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TDU has Partnered with The Coexistence Consortium to Set up the Human-Wildlife Coexistence Cell. The Cell has been formed with a vision to promote Human-Wildlife Coexistence with a holistic, inclusive, and just approach to environmental conservation. The mission of the Cell is to understand, promote and mainstream a range of social, cultural, and ecological interventions that enable coexistence, by minimising negative human-wildlife interactions and equitable sharing of costs and benefits of conservation.

TDU Human-Wildlife Coexistence Cell

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What is Coexistence?

A sustainable though dynamic state, where humans and wildlife co-adapt to sharing landscapes. While some negative impacts on both people and wildlife are perhaps unavoidable, laws, policies and conservation interventions should attempt to minimise these. To ensure wildlife populations persist but in socially and ethically legitimate ways, acceptable to local communities, where the risks are kept within tolerable levels, which are determined based on the local context

The Program

The Flagship program of the Cell is the Coexistence Fellowship Program which has been set up with a vision to enable and empower grassroots conservation practitioners and researchers to steer projects on Coexistence.

The Coexistence Fellowship Program will enable researchers and conservationists to study, understand, implement, and facilitate the coexistence paradigm in conservation. The philosophy of building local partnerships and capacity building is embedded in the structure of the program where the fellowship is awarded to a team of two fellows for a period of two years. At least one of the two fellows needs to be from the proposed project site. Candidates will be encouraged to apply as a team.​The fellowship includes a training component where the fellows are  exposed  to different debates in conservation and coexistence, and provided with the skills necessary for trans-disciplinary fieldwork. Following the training period, the fellows are assigned mentors (from within the consortium) who will guide them throughout their fellowship. ​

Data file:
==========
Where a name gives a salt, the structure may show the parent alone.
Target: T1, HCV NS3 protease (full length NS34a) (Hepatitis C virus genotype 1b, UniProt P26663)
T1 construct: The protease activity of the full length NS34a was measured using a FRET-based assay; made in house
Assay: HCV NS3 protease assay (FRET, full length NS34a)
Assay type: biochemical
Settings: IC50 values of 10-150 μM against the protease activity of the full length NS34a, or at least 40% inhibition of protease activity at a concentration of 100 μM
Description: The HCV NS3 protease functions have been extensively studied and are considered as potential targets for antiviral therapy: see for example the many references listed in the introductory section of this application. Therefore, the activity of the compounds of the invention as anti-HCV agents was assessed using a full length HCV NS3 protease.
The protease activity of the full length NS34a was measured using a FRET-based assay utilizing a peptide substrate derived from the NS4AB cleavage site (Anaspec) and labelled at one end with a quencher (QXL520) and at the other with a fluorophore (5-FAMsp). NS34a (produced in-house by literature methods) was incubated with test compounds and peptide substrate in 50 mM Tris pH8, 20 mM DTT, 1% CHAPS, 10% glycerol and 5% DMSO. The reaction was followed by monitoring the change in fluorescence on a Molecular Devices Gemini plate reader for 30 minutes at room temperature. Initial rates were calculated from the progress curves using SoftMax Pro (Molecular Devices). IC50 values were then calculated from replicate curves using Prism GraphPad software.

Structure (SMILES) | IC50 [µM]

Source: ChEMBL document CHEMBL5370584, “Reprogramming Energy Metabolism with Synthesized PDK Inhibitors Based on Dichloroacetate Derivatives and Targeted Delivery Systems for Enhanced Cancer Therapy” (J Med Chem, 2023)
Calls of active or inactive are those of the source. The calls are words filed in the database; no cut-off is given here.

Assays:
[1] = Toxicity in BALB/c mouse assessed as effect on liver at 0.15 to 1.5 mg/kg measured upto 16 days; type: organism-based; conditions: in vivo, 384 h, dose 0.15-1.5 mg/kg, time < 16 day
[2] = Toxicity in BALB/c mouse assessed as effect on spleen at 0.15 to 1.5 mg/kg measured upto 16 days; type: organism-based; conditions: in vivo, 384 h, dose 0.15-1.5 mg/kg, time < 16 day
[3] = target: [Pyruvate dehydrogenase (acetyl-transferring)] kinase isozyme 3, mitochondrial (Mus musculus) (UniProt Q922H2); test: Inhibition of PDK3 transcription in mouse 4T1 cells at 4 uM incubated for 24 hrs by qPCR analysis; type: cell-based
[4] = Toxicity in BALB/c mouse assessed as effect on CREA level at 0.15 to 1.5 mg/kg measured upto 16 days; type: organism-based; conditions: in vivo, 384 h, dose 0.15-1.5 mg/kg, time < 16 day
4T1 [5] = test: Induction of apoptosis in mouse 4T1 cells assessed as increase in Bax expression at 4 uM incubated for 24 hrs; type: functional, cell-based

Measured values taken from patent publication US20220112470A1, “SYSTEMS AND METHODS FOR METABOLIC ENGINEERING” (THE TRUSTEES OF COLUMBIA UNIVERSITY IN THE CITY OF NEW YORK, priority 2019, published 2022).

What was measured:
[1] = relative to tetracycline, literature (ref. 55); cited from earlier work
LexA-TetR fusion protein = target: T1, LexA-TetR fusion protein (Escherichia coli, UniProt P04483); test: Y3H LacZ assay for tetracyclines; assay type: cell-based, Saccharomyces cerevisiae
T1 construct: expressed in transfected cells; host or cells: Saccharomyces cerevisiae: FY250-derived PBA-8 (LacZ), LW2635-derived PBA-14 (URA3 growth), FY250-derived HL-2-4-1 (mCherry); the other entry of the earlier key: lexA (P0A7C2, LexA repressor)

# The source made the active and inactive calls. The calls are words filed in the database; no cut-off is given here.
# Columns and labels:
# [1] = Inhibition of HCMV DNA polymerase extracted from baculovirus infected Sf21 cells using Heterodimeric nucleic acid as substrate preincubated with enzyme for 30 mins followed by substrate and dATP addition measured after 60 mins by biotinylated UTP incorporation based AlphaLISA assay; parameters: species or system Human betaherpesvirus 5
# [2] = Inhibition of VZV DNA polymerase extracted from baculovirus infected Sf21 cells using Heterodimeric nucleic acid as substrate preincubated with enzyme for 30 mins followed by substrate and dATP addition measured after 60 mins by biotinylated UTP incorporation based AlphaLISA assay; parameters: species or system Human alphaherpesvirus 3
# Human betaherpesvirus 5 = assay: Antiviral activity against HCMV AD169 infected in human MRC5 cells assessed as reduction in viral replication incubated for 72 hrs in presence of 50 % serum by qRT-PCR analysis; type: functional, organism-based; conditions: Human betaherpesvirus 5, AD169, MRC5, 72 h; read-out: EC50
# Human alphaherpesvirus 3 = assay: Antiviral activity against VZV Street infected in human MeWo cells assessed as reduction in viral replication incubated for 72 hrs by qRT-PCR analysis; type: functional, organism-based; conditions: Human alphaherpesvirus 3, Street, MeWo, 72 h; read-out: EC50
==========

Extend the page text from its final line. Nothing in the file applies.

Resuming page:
The fellowship commences with a two month in-person training module at TDU where the fellows are exposed to various disciplines and skills that are required to lead conservation projects. The disciplines vary from quantitative ecology to qualitative social science and the skills range from literature review to stakeholder negotiations and project management. The fellows also have a short field trip to understand the complexities of human-widllfie interactions in the real world. 


The fellows are selected based on the application and an interview.  For applicants from a rural background, an undergraduate degree is desirable. For urban applicants, a masters degree is desirable. The fellowship cannot be availed by candidates as part of their doctoral research. 


The duration of the fellowship is two years. The scope of the fellowship includes research (any discipline) or action/intervention based on coexistence values and philosophy. Selected fellows will get a project preparation grant for a period of two months to develop their proposed project after field visits and stakeholder consultations. Projects must be approved by local communities by obtaining free, prior and informed consent that is recorded in writing, orally or in audio/video formats.  

Image by Richa Sharma

Meet The Team

Dr. Atul Kumar Gupta

Dr. Atul Kumar Gupta, as an IFS Officer (1982 batch) served as PCCF & HOFF with the forest department, Government of Tripura before superannuating in 2018. He also served as Chief Wildlife Warden, Member Secretary, Tripura Biodiversity Board, Vice Chairman, Medicinal Plants Board of Tripura, as CEO&PD: KfW & GIZ led Indo-German Project and also handled Biodiversity Conservation component of the JICA project. Dr. Gupta also served Registrar & Professor & Head, Department of PMCR at the WII and Deputy Director (Wildlife), MOEF, GOI. Post-superannuation, Dr. Gupta served as Senior Professional Fellow at WII, Dehradun.


Dr. Gupta is Ph.D. from the University of Cambridge. He is also M.Sc. in Zoology, M. A. in Sociology, M. Sc. (Forestry & Allied Subjects), Masters in Business Administration, Post Graduate Diploma in Wildlife Management, and has undergone course in Environmental Conservation and Forest Policy from IIM, Bangalore & Maxwell School of Management, Syracuse, USA.